Michael Brooks is exactly the kind of voter the Republican Party can ill afford to lose. But in a foreboding omen for 2008, it may have already done just that.
The auto parts store worker from St. Charles, Mo., says he used to be a Republican but felt abandoned and is now an independent.
“For some reason or other, they didn’t seem to be for the masses anymore,” said Brooks, 59, citing a lack of help for middle-income earners. He said he voted for George W. Bush in 2000, thinking the Republican was “more middle of the road, for the people. Obviously I was incorrect.”
Brooks is not alone. From coast to coast, independent voters tilt tellingly toward Democrats in their opposition to the Iraq war, their displeasure with Bush and their feeling that the country is moving in the wrong direction, according to data from recent Associated Press-Ipsos polls.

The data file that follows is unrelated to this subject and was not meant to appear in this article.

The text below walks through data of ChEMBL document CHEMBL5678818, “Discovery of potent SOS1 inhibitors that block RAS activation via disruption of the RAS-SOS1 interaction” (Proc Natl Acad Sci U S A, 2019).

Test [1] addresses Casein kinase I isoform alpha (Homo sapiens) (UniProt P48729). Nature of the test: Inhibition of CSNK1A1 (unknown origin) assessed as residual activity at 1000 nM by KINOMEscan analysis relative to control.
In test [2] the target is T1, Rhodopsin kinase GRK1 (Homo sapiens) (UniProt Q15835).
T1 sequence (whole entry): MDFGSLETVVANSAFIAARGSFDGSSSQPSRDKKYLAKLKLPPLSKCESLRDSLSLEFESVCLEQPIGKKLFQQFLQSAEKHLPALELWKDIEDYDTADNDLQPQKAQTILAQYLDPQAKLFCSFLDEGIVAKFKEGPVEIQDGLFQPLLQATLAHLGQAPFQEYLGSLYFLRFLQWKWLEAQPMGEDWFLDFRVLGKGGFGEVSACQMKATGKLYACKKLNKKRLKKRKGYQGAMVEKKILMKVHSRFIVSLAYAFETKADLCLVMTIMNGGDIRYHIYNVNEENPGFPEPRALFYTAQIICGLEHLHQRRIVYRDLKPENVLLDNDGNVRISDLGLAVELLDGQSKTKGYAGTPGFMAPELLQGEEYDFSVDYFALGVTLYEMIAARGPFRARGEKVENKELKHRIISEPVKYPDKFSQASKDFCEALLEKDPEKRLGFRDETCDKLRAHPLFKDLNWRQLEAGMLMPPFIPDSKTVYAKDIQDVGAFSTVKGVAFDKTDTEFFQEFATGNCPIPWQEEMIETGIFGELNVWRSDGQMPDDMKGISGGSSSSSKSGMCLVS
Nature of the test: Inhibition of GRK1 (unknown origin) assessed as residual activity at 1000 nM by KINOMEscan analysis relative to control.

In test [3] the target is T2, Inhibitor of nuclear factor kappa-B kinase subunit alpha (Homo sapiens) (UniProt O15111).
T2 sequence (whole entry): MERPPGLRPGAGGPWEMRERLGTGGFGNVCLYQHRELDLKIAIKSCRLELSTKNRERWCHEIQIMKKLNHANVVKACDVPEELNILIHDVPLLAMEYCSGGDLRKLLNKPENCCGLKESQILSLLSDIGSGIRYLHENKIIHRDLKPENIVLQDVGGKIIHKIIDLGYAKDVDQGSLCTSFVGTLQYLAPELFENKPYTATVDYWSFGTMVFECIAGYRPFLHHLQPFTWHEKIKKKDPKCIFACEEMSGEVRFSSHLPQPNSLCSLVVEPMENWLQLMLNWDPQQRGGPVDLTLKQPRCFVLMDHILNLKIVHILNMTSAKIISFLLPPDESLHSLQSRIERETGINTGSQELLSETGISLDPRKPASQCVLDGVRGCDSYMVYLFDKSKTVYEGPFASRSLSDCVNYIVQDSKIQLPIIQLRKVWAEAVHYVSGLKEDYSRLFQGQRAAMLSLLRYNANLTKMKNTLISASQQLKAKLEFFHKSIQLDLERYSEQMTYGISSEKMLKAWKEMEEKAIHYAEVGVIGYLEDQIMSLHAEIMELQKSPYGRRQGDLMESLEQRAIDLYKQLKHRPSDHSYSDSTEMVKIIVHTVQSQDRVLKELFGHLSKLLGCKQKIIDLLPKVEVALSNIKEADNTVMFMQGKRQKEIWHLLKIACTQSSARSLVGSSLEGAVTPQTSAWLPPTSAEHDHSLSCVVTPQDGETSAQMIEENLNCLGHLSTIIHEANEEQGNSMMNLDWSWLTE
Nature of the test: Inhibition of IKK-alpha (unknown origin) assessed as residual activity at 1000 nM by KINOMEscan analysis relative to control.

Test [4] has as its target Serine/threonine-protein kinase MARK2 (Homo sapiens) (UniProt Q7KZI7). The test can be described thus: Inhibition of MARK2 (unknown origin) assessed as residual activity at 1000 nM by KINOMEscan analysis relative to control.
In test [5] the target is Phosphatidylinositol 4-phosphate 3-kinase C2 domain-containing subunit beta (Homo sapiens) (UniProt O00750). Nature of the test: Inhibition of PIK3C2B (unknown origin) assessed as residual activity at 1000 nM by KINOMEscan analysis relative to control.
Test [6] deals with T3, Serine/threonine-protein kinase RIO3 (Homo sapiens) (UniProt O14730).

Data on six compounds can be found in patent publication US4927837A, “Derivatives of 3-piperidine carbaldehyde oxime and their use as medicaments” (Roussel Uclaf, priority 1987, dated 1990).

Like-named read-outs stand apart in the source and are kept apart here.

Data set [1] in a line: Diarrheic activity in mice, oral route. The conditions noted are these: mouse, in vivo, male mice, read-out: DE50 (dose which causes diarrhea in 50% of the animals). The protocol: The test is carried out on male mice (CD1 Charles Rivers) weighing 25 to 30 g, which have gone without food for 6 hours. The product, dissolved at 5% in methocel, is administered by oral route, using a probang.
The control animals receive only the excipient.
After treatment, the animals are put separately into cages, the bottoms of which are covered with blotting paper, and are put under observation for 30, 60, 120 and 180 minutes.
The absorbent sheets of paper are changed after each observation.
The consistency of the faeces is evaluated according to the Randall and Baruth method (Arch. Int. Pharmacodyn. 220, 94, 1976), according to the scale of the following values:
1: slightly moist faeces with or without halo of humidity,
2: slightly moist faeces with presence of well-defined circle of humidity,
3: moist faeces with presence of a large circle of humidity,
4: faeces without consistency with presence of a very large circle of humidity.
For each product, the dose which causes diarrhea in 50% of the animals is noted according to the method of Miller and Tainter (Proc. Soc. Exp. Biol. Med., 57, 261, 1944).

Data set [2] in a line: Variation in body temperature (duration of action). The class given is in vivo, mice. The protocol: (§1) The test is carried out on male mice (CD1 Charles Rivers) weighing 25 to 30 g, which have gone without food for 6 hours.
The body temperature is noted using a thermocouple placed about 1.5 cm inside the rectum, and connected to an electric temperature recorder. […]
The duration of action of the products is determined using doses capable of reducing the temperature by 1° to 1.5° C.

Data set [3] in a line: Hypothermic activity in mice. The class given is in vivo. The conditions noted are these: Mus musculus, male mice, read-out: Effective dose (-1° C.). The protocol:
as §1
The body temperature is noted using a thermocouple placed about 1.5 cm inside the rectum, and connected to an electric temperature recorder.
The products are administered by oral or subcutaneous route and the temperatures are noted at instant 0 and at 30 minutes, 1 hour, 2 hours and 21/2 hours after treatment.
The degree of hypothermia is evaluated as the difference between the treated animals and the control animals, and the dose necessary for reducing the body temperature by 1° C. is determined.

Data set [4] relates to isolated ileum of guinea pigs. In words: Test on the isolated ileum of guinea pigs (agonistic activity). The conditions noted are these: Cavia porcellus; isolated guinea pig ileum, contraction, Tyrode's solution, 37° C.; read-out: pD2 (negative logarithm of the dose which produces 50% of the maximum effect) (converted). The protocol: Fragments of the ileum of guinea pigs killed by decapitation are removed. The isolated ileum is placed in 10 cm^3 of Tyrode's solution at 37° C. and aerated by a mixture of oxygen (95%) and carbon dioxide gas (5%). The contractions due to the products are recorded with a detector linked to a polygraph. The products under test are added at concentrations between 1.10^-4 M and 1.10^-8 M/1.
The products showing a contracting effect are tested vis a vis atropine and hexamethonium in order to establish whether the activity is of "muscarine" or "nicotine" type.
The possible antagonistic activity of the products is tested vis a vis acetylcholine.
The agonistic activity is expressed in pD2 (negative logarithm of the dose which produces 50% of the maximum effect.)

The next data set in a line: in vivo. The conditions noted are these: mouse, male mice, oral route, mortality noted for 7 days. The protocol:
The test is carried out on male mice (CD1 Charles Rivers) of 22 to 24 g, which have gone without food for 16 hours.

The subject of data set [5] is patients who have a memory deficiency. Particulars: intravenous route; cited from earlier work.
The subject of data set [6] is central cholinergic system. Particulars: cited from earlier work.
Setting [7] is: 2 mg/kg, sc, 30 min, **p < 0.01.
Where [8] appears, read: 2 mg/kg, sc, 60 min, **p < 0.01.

That could be decisive in next year’s contests for the White House and Congress, starting with the crucial early presidential primaries in New Hampshire.
The portion of that state’s registered voters not enrolled in a political party has grown to 44 percent. While people can vote in either major party’s primary, more are expected to choose the Democratic contest. That potentially would boost antiestablishment candidate Sen. Barack Obama, D-Ill., while leaving the GOP race more in the hands of the party’s traditional conservative voters.
National exit polls show that after leaning toward Republicans by 48 percent to 45 percent as recently as the 2002 elections, independents began shifting toward Democrats.
“This is a serious problem” for Republicans, says GOP pollster Neil Newhouse. “We didn’t get where we are among independents overnight. The data does suggest that it’s going to take us some time to earn those votes back.”